Very festive, no?

So I followed the directions of another glass etch site- buy that contact shelf liner you buy at any hardward store that’s sticky on one side. *Make sure it’s the kind that’s sticky on one side! They do make one that’s not.

Then you print out the font you want at the right size and use an exacto knife to cut out the liner so the letter (or design) is empty space. This is the part that will get etched.

I had to simplify it a bit since I had to cut it out with an exacto knife. My mom suggested removing the bow since the first try with it didn’t look like a bow. I instead made a kind of abstract wreath.


Basically after cutting it out, you stick it on the glass then follow the directions of the etching cream bottle. I used Martha Stewart’s brand since it was all I could find at Michaels, although it was probably more $ than it should have cost. You just put on a thick layer of cream, let it sit 15 minutes, then wash it off. Simple as that!

I had to do this in three parts- 1) wreath stencil then etch 2) letter stencil then etch 3) berries the etch

It was kind of a pain but in the end, all the etching went by fairly quickly and it was fun to wash off the etching cream and see the glass etched :)

And voila! the finished product:

Custom Etched Champagne Glass ~ ElephantEats.com

It’s hard to see the berries in and around the wreath because all you can see are the champagne bubbles, but I promise they’re there.

Custom Etched Champagne Glass ~ ElephantEats.com


It was a decent amount of work to do this, but only really took me a few evenings becauese of a lot of drying time and a low attention span ;)

I’m back from my honeymoon!…and just in time for a Pinterest Challenge!

I promise I’ll be back with honeymoon details and my regularly scheduled FOOD programming shortly….

Two of my favorite DIY blogs do something every season called a Pinterest Challenge. The goal of the Pinterest Challege, is to make one thing each season that’s inspired by all the gorgeous stuff that we’ve pinned on  Pinterest!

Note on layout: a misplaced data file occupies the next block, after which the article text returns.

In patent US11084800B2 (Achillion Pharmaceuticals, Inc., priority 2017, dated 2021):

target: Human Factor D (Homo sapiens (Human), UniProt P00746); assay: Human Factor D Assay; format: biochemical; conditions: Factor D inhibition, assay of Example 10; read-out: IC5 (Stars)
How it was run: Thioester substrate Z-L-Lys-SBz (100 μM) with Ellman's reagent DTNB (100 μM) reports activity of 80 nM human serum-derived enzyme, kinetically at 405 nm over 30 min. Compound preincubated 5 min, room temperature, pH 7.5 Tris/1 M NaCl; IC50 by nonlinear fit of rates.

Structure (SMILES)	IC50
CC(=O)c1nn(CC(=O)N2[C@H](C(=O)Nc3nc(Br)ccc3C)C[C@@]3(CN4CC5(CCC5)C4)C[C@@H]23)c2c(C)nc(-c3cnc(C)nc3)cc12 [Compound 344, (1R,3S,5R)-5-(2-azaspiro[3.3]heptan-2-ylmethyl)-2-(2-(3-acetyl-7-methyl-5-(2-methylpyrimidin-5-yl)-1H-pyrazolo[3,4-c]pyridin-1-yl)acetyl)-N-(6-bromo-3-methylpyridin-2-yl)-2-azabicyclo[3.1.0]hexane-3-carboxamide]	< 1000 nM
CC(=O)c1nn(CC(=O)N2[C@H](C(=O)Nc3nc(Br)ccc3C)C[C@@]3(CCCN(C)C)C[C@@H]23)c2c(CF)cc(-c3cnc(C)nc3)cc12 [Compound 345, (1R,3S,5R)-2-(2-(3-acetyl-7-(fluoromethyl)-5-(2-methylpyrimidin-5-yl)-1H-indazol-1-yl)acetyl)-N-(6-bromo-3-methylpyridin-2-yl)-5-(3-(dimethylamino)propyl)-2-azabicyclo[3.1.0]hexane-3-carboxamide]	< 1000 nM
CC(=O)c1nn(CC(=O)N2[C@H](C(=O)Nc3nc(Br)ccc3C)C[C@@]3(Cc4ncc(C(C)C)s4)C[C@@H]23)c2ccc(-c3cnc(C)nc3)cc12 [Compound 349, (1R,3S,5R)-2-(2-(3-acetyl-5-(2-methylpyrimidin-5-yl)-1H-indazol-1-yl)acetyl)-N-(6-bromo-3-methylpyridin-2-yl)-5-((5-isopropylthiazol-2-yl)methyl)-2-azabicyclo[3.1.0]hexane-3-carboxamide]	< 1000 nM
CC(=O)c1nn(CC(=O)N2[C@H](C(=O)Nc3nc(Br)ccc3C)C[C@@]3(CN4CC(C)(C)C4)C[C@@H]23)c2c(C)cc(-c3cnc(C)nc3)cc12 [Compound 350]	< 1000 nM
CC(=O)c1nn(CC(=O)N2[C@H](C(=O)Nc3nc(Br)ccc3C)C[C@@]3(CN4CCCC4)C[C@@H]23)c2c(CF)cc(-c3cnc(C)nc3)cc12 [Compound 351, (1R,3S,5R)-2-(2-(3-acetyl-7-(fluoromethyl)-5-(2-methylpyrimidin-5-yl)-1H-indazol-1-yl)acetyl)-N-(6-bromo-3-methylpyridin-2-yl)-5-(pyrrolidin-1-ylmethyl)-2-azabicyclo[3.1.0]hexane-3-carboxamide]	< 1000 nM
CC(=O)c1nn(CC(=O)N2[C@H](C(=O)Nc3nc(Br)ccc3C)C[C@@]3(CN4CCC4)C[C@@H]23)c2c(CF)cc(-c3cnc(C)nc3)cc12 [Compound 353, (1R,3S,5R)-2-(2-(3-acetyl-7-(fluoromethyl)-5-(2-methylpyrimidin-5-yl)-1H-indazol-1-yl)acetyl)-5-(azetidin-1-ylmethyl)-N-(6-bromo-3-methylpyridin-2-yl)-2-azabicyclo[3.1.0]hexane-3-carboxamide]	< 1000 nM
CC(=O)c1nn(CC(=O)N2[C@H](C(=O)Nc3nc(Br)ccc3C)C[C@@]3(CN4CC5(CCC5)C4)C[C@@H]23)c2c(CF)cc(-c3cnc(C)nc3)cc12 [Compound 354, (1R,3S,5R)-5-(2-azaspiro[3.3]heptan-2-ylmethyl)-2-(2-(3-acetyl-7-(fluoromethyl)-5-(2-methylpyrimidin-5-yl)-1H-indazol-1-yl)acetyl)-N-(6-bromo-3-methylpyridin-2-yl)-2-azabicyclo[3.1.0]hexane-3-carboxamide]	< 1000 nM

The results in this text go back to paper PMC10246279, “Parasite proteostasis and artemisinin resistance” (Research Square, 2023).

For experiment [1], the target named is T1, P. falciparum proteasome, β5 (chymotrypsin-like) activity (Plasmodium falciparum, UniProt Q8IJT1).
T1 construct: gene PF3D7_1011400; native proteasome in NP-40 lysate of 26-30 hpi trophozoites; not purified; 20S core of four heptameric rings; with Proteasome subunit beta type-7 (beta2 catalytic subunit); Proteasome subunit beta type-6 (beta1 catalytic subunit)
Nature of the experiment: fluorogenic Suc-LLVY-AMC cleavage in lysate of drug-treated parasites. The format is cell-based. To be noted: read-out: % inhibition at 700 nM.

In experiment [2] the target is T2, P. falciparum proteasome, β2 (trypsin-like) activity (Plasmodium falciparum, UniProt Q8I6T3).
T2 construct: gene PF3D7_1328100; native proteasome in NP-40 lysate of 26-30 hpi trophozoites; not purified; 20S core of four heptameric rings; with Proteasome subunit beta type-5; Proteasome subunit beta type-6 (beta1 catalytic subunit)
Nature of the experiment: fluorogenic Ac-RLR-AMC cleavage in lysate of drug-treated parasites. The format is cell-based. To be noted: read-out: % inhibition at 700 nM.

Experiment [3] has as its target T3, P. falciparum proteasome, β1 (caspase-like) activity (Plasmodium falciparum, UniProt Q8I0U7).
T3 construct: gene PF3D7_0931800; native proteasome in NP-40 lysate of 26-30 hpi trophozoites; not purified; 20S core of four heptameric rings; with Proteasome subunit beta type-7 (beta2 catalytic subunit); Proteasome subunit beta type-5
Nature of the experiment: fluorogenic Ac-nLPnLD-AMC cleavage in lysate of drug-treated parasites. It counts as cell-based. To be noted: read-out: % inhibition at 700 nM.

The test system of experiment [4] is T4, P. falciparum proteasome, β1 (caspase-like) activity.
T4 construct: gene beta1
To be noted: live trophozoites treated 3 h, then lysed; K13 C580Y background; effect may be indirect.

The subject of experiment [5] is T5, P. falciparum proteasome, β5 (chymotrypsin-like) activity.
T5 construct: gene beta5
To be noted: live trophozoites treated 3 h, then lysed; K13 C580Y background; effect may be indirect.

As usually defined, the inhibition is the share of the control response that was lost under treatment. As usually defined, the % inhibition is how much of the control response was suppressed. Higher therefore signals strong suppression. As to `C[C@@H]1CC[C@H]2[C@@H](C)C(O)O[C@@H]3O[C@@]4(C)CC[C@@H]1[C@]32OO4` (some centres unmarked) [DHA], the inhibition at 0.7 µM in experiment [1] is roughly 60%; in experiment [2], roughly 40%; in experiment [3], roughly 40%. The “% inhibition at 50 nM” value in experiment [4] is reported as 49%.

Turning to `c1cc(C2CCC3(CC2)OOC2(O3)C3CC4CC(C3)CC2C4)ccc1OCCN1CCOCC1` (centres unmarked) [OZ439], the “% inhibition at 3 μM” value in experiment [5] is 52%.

This month, the challenge is hosted by: SherryKatieCarmel, and Sarah

You may remember I participated in this challege last summer and made myself a jewelry holder! I also participated in the winter and made a lovely button bird for Nate’s mom’s Xmas present :)

This time around, I had been stockpiling projects from the wedding, which I will be sharing with you over the coming months. But the one I thought I’d share first is my “Here Comes the Bride” sign for our flower girl.


Before I go into to my inspirations for this project…HOW FREAKING CUTE ARE MY FLOWER GIRL AND RING BEARER?! Omg, I can’t stand it.

Anyway, I knew I wanted to do something different for my flower girl. I had seen these signs around the web and thought it was cuter, and cheaper than going with a basket that my florist was going to charge me for.

These were some ones I saw:


 Since my flower girl is only 2 1/2 years old, I knew I needed something light weight. I also wanted something that would be easy to read. I contemplated fabric but it’s a pain to paint on and would flap around if it was windy.